Small markets that take off often do so dramatically. The infusion of a large number of users, combined with the low usage at the beginning, results in meteoric percentage increases in take-up rates and other metrics.
That period, the “hockey stick” part of the curve, is here for wearables. Datamation reports on IDC’s latest wearables numbers. The firm found that during the quarter of 2016, 19.7 million wearables shipped. That’s a 67.2 percent increase from the year-ago quarter, when 11.8 million wearables shipped.
It was, according to IDC, quite an interesting time: Prices dropped after the holidays, products were introduced, the rankings of the top five providers changed (Xiaomi replaced Apple in second place behind Fitbit), and several startups ceased operations. Ramon Llamas, an IDC analyst, said that wearable devices themselves are evolving. That, of course, is the most important thing.
Though most of the news about wearables is on the consumer side, the category is perfectly suited to the workplace. The situation is similar to the Bring Your Own Device (BYOD) trend in that there is no real line between consumer and enterprises uses. If it is used at home, it is brought to the office.
Therefore, the enterprise market is set to explode as well. Last month, Tractica released a report, “Wearable Devices for Enterprise and Industrial Markets,” that predicts shipments of enterprise and industrial wearables will grow from 2.3 million last year to 66.4 million units annually by 2021. During the term of the study, 171.9 million workplace wearables will be shipped.
Tractica Research Director Aditya Kaul said that this class of wearables has moved into the implementation phase. The demand, he suggests, will be led by smart watches, fitness trackers, body sensors and smart glasses. Demand will be deep and broad:
Kaul adds that a wide range of innovative new use cases are emerging for workplace wearables, focused on application markets that include retail, manufacturing, healthcare, corporate wellness, warehousing and logistics, workplace authentication and security, and field services, to name just a few.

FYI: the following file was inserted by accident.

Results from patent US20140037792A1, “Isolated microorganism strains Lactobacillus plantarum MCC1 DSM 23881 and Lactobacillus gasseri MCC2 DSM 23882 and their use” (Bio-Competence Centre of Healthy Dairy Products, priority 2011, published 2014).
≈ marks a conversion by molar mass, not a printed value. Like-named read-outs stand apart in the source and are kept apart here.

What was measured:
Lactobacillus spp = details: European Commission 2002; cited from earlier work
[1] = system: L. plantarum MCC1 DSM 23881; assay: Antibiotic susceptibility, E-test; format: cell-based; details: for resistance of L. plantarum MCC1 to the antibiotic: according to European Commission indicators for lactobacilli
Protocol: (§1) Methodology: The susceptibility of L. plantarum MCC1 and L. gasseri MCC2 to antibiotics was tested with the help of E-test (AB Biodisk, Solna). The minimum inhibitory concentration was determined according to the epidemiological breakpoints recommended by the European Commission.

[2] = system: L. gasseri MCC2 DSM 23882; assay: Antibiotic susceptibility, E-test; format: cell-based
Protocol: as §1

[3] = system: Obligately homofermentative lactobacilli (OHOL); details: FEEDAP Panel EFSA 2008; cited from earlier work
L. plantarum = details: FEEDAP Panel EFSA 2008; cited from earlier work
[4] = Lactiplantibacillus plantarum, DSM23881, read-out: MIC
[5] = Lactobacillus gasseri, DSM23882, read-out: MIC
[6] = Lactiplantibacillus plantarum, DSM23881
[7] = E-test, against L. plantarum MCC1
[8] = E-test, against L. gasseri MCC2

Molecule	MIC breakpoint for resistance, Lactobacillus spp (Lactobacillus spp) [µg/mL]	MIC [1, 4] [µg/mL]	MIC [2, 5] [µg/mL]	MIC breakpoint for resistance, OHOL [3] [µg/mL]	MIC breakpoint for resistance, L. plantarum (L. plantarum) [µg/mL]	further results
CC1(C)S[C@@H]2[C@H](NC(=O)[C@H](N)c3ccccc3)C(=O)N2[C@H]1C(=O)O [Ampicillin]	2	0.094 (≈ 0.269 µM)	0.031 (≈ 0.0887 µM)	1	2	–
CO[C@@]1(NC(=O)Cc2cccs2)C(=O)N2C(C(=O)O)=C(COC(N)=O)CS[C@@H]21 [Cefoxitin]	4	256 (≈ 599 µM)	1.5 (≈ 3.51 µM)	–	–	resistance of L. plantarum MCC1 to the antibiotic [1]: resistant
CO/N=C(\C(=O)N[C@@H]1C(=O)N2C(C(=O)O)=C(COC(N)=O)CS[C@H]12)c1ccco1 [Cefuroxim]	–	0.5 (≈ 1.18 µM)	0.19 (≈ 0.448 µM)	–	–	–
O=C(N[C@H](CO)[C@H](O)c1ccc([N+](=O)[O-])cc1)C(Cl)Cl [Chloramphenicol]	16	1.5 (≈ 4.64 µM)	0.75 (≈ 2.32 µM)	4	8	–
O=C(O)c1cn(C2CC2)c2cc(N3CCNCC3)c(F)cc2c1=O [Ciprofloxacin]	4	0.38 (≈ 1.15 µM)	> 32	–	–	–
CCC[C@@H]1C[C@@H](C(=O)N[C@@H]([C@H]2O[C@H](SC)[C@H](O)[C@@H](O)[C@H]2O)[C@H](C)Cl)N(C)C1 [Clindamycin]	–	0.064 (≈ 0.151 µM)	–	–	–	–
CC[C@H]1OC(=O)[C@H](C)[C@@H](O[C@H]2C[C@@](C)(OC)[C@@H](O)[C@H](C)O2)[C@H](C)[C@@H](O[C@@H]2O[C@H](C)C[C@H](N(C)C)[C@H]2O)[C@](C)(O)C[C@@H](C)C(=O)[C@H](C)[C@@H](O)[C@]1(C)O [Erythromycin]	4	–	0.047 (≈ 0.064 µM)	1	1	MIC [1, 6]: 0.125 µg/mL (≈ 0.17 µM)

Indeed, the use cases for wearables at work are endless and bound only by the imagination. Nicole Klemp at Appirio offered more examples:
In the medical field, many doctors and nurses use smart eyewear to access patient records. This allows them to have their hands free while caring for patients, and provides an opportunity to update medical records more efficiently. In manufacturing, wearables allow warehouse managers to capture real-time data and better manage distribution and fulfillment operations. Retail and industries with large amounts of field service agents are also seeing the benefits of distributing wearables to their workers.
Klemp paraphrases research from Forrester that suggests that “the enterprise has now become the hotspot for wearables.” Next on the agenda are wearables for knowledge workers. To date, Klemp observes, most wearables at work have been aimed at people who tend to move around and do things more than type. That could change in the not-too-distant future, she writes.
Common sense says that wearables, especially when combined with augmented reality and virtual reality (AR and VR), as Klemp’s examples suggest, can be huge enterprise tools. That reasonable prediction appears to be coming true.
Carl Weinschenk covers telecom for IT Business Edge. He writes about wireless technology, disaster recovery/business continuity, cellular services, the Internet of Things, machine-to-machine communications and other emerging technologies and platforms. He also covers net neutrality and related regulatory issues. Weinschenk has written about the phone companies, cable operators and related companies for decades and is senior editor of Broadband Technology Report. He can be reached at firstname.lastname@example.org and via twitter at @DailyMusicBrk.